THE MICROFINANCE SECTOR IN UGANDA
Uganda has one of the most prominent microfinance sectors in Africa. It sometimes enjoys the same visibility in Africa, as does Bolivia in South America, or Bangladesh in Asia. Uganda has received, perhaps, more donor aid for microfinance per capita than any other African country (estimated to be about USD 40 Million between 1998 and 2003 alone). The result of this largess is a sector in its complexity, with many strengths but some glaring weaknesses.
FSDU and, increasingly, its partners, see the sector as divided into three broad categories of institution.
At the top are the formal institutions, the commercial banks, credit institutions and Microfinance Deposit-taking Institutions (MDIs). These are regulated and supervised by the Bank of Uganda, and are widely considered to be safe places to save, and generally transparent. While they are largely confined to urban and peri-urban areas, some of them, notably Centenary Rural Development Bank, Commercial Microfinance Ltd, and the four MDIs, have significant outreach into more rural areas.
Below them are the semi-formal institutions, Savings and Credit Cooperatives and Microfinance institutions (SACCOs and MFIs). These institutions in many cases advance a clear social mission. Many, though, are plagued by inefficiencies and high costs, and the semi-formal sector is both the smallest, and costliest to clients, sector. The government has recently launched a campaign called Prosperity for All (usually referred to by the Luganda term bona bagaggawale, intended, among other goals, to place a SACCO in every sub-county.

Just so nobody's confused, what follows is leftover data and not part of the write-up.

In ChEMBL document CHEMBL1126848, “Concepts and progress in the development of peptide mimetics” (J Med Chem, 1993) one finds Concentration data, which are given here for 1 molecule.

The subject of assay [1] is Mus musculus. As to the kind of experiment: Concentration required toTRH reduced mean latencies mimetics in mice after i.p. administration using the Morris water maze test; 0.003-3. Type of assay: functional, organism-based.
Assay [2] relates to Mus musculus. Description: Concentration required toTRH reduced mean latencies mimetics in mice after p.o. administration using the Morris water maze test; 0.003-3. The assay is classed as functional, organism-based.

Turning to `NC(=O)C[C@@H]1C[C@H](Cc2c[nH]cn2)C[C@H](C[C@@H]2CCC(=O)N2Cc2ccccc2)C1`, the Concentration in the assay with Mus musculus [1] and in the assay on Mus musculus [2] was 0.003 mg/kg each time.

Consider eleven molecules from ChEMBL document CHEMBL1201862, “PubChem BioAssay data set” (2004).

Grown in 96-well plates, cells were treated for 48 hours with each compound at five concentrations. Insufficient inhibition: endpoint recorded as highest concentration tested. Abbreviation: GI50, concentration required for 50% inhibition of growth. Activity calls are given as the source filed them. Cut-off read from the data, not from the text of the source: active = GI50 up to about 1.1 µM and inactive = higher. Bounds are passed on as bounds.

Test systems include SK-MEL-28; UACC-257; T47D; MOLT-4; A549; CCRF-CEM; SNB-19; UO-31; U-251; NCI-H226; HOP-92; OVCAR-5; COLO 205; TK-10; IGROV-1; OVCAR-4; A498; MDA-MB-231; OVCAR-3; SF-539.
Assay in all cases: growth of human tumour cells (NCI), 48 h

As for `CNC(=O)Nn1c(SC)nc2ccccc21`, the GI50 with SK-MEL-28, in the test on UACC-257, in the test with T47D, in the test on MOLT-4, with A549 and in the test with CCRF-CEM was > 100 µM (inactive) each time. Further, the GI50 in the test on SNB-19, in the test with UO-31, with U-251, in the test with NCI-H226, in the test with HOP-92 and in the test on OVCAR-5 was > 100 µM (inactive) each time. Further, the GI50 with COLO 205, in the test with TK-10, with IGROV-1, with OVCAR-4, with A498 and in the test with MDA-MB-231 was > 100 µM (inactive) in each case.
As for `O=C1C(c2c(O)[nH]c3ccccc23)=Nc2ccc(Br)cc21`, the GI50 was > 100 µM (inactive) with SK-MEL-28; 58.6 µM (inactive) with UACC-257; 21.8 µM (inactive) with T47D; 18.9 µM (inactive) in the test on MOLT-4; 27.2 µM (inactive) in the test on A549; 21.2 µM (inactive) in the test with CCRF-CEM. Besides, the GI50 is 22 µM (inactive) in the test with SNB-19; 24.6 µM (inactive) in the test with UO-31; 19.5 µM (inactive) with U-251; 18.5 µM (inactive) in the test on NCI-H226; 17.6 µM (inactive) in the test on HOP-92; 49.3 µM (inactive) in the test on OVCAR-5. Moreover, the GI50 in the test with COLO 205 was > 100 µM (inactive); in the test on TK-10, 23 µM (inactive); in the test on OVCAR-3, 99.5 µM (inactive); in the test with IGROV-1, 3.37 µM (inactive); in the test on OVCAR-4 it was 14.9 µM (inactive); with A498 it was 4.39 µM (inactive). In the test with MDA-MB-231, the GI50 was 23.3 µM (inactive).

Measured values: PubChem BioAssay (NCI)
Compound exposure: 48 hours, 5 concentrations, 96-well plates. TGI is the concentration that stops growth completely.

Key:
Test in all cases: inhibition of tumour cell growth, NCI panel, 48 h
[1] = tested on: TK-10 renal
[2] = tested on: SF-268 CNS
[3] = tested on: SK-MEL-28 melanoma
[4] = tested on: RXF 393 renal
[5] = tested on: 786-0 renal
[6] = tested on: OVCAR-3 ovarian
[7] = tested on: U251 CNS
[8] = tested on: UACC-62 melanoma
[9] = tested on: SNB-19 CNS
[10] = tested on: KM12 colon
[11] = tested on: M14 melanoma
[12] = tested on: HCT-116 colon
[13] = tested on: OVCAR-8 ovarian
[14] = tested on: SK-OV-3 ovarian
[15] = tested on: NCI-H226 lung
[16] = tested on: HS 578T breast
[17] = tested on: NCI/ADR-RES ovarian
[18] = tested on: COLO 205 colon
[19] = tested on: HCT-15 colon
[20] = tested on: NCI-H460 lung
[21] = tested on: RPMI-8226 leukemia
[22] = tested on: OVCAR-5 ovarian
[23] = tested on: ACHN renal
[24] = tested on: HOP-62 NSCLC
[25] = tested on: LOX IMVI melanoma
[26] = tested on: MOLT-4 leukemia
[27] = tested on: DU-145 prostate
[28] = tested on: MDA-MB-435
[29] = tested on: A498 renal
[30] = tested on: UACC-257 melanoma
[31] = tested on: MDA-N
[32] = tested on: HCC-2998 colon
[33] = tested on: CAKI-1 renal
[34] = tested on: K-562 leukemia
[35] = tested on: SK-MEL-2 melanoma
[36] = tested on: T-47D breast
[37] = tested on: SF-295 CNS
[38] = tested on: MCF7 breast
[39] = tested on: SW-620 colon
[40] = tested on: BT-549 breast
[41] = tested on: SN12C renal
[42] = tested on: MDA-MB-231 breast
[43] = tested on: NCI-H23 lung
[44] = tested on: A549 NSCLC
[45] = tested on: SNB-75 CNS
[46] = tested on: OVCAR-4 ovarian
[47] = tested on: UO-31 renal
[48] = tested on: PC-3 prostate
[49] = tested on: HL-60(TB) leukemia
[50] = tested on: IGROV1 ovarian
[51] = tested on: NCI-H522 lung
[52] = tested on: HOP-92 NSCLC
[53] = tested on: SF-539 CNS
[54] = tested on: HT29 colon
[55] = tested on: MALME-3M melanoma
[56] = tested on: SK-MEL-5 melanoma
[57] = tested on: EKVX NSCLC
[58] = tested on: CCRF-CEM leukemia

Still lower on the ladder are the extremely large number of informal, village based institutions. This category consists of Rotating Savings and Credit Associations (ROSCAs); Accumulating Savings and Credit Associations (ASCAs); and, a dizzying variety of burial societies, investment clubs, gifting circles, and so on. The informal structures have huge advantages of proximity and low cost, while some lack security and none can meet the needs of those who want to save or borrow significant amounts of money.
These institutions combined manage to provide some access to savings to about half of all adult Ugandans.
In addition, Uganda is putting in place some of the other pieces of infrastructure necessary to a strong and stable financial sector. The Bank of Uganda is in the long process of establishing and licensing a Credit Reference Bureau, while a group of projects and donors have agreed to support a local rating fund, to make professional, recognized ratings available to smaller MFIs and SACCOs.
committees and working groups are addressing issues around the Coordination
of Capacity Building assistance, the local rating fund, consumer education,
and market research.